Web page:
The streaming world and Twitch emotes in particular have managed to shape online communication in interesting ways. From saying “PogChamp” when something exciting happens to saying “Kappa” to convey sarcasm, many viewers have effectively formed a new language that they dare not use in the real world.
In addition, online communication is ever changing as new memes make their way through the streaming world. “Sadge” is no exception. Here’s everything to know about the meaning of the word “sadge” and the Sadge Twitch emote.
What is the Sadge Twitch emote?
The Sadge emote on Twitch depicts the ubiquitous Pepe the Frog. This popular and occasionally controversial amphibian is similarly the face of a number of commonly-used Twitch emotes. These include MonkaS, Pepehands and Copium. In the Sadge emote, Pepe the Frog has a flattened face and is looking down with a slight frown.
Although Pepe the Frog originated in a webcomic in 2005, the Sadge emote is a more recent addition to meme culture. This particular Pepe variant first popped up on 4chan in 2009. However, it did not make its way to Twitch until 2020. Since then, it has grown in popularity and has been adopted by hundreds of Twitch channels. As a result, getting to the bottom of the meaning of the Sadge emote can be helpful for engaging with a large number of Twitch communities.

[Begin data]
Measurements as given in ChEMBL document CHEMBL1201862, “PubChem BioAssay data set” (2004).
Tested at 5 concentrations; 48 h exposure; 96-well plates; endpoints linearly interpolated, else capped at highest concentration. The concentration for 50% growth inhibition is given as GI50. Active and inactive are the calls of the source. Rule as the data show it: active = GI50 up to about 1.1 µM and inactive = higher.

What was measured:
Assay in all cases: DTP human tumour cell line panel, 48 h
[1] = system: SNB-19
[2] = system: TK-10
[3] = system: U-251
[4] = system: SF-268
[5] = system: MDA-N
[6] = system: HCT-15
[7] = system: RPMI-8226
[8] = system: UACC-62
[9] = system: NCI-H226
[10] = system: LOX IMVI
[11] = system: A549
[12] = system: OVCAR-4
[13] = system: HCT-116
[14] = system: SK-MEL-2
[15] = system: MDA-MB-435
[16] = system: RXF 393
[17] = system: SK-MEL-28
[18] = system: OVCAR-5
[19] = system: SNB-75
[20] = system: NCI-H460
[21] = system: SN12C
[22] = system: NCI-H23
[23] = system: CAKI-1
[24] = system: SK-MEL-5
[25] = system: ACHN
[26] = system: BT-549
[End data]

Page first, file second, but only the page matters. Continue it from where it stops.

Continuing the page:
Sadge meaning and how to use it
As indicated by Pepe the Frog’s negative expression, the meaning of “sadge” is simply to be upset or disappointed. The word itself is merely a humorous offshoot of the word “sad.” This makes it similar to BibleThump, although Sadge conveys a more reserved sadness than the overflowing emotion that is present in the BibleThump Twitch emote.
— xQc Out Of Context (@XqcOutofcontext) May 31, 2020
Occasionally, one might hear the word “sadge” in another online context outside of a Twitch stream. In these cases, it will probably be detached from the froggy Twitch emote that is most closely associated with the word. Nevertheless, listeners should understand “sadge” as an expression of sadness or disappointment regardless of the context.
About the Author
Dylan Tate is an alumnus of the Hussman School of Journalism and Media at the University of North Carolina at Chapel Hill. He is a gaming journalist with a love for Nintendo esports, particularly Super Smash Bros. and Pokémon.